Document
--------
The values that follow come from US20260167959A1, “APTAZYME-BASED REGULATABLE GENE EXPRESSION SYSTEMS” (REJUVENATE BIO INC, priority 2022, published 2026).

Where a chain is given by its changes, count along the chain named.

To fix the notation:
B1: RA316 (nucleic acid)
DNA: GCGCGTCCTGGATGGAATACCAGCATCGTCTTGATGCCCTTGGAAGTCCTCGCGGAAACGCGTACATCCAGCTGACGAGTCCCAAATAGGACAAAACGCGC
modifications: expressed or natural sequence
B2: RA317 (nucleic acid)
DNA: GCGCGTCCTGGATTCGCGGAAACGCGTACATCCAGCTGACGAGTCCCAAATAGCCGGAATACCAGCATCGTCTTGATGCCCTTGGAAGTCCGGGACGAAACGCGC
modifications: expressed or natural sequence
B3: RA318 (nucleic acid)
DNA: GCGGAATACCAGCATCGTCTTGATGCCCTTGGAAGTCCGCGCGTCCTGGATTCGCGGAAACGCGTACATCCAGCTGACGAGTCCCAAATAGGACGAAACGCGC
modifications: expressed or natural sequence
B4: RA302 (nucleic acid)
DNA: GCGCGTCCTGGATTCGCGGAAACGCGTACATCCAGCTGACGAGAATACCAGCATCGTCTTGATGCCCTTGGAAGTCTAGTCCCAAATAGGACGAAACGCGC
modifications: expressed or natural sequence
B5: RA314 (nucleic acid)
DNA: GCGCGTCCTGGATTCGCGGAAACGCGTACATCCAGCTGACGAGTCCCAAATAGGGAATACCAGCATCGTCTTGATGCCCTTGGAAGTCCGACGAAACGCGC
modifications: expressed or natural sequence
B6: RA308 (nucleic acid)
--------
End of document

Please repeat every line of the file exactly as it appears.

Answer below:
The values that follow come from US20260167959A1, “APTAZYME-BASED REGULATABLE GENE EXPRESSION SYSTEMS” (REJUVENATE BIO INC, priority 2022, published 2026).

Where a chain is given by its changes, count along the chain named.

To fix the notation:
B1: RA316 (nucleic acid)
DNA: GCGCGTCCTGGATGGAATACCAGCATCGTCTTGATGCCCTTGGAAGTCCTCGCGGAAACGCGTACATCCAGCTGACGAGTCCCAAATAGGACAAAACGCGC
modifications: expressed or natural sequence
B2: RA317 (nucleic acid)
DNA: GCGCGTCCTGGATTCGCGGAAACGCGTACATCCAGCTGACGAGTCCCAAATAGCCGGAATACCAGCATCGTCTTGATGCCCTTGGAAGTCCGGGACGAAACGCGC
modifications: expressed or natural sequence
B3: RA318 (nucleic acid)
DNA: GCGGAATACCAGCATCGTCTTGATGCCCTTGGAAGTCCGCGCGTCCTGGATTCGCGGAAACGCGTACATCCAGCTGACGAGTCCCAAATAGGACGAAACGCGC
modifications: expressed or natural sequence
B4: RA302 (nucleic acid)
DNA: GCGCGTCCTGGATTCGCGGAAACGCGTACATCCAGCTGACGAGAATACCAGCATCGTCTTGATGCCCTTGGAAGTCTAGTCCCAAATAGGACGAAACGCGC
modifications: expressed or natural sequence
B5: RA314 (nucleic acid)
DNA: GCGCGTCCTGGATTCGCGGAAACGCGTACATCCAGCTGACGAGTCCCAAATAGGGAATACCAGCATCGTCTTGATGCCCTTGGAAGTCCGACGAAACGCGC
modifications: expressed or natural sequence
B6: RA308 (nucleic acid)